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"El Dia que Me Quieras: Self-Portrait as a Crowned Nun"

One of my favorite genres of art is that of the portraits of crowned nuns, las monjas coronadas, painted in the 18th-19th centuries in Viceregal Mexico. Commemorations of a young lady’s formal induction into an order of nuns, the subject is generally dressed in her new habit, topped with an elaborate floral and gilded crown, bears a large decorated candle, and sports other accoutrements of religious and symbolic significance.

From the moment I first saw them I wanted to draw a self-portrait in the style; and, in 1993, to commemorate my wife’s and my sixteenth anniversary, I did.

I was also listening to a lot of Latin American boleros at the time, so I titled the piece, in the text panel at the bottom, after a particularly lovely one – “El Día que Me Quieras” (The Day that You Love Me), a great Carlos Gardel composition; the song’s lyrics inspire a number of the drawing’s elements, as well.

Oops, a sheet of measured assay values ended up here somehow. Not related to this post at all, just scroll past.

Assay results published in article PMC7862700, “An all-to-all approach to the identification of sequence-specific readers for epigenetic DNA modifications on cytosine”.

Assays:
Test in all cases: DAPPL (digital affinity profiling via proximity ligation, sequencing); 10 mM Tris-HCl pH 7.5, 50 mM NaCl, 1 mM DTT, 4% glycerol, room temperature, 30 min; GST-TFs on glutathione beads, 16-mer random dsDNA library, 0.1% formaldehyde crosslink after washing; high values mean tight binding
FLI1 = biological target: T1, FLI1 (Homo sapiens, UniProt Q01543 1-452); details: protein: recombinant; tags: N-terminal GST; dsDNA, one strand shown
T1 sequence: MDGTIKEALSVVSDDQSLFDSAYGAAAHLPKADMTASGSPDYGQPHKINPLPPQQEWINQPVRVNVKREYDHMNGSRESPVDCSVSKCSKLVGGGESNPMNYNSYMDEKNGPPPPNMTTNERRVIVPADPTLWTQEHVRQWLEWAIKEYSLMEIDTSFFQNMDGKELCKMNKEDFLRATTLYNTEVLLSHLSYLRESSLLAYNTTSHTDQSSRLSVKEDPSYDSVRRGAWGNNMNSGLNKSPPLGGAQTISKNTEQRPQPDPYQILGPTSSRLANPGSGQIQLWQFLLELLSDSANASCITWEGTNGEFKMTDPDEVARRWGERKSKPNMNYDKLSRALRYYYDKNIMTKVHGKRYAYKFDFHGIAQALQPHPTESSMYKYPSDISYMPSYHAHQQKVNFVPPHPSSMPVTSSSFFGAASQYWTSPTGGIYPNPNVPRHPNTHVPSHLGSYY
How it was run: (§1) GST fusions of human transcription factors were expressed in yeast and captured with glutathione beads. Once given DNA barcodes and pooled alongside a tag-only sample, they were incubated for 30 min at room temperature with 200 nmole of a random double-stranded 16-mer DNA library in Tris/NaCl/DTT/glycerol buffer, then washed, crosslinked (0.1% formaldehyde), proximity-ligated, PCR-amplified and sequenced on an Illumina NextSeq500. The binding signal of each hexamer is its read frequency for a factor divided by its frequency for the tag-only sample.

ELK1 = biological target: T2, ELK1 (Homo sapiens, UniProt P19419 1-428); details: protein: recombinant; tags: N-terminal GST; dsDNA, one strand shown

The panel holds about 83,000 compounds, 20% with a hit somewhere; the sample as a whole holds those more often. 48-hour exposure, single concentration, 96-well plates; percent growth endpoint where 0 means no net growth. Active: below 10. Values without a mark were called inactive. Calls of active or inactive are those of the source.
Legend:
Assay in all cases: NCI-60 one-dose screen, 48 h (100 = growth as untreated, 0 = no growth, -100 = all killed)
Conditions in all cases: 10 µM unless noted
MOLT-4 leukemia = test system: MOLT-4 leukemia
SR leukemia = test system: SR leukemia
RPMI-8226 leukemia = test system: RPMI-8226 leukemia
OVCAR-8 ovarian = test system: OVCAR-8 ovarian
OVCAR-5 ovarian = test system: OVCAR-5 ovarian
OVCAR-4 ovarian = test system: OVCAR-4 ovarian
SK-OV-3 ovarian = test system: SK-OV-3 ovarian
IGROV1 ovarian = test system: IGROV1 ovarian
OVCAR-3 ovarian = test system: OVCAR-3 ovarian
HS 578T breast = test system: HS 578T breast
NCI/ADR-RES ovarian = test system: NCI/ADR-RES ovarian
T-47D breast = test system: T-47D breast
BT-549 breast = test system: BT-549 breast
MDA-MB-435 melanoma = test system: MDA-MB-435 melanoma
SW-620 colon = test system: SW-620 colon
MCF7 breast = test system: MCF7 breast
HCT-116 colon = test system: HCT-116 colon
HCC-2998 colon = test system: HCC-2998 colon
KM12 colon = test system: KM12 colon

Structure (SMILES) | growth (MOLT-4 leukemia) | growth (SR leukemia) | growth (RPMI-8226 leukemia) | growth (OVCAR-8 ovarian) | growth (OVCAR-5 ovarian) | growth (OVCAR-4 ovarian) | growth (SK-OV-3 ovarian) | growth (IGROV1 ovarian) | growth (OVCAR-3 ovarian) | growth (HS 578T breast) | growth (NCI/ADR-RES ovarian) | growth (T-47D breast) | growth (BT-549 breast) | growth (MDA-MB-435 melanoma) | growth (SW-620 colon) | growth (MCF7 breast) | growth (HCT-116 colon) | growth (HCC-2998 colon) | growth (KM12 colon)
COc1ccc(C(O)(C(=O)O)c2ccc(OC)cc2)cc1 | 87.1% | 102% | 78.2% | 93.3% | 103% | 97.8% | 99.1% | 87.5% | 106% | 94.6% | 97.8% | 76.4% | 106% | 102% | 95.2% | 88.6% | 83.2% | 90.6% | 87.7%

The banner unfurling from my left hand and wrapped around the candle bears the lyric “Desde el azul del cielo / las estrellas celosas nos miraran pasar” (From the blue of the sky / the jealous stars will watch us pass by). The small religious card of the Sacred Heart bears the lyric “Ella aquieta mi herida” (She quiets my wound). And so on.

The crown shares elements from the lyrical Indigenous-Baroque Templo de Santa María Tonantzintla, in Cholula, Puebla; the ceramic árbol de la vida (tree of life) artesanias of Metepec, Edo. De México; the bodegones (still-life paintings) of 19th century Mexican artist Agustín Arrieta; and the traditional Mexican Bingo-like game of Lotería.

El Dia que Me Quieras: Self-Portrait as a Crowned Nun

"El Dia que Me Quieras: Self-Portrait as a Crowned Nun," 1993

Color pencil on rag paper, 70"h x 40"w; by J Michael Walker

Click on the above image to see it magnified

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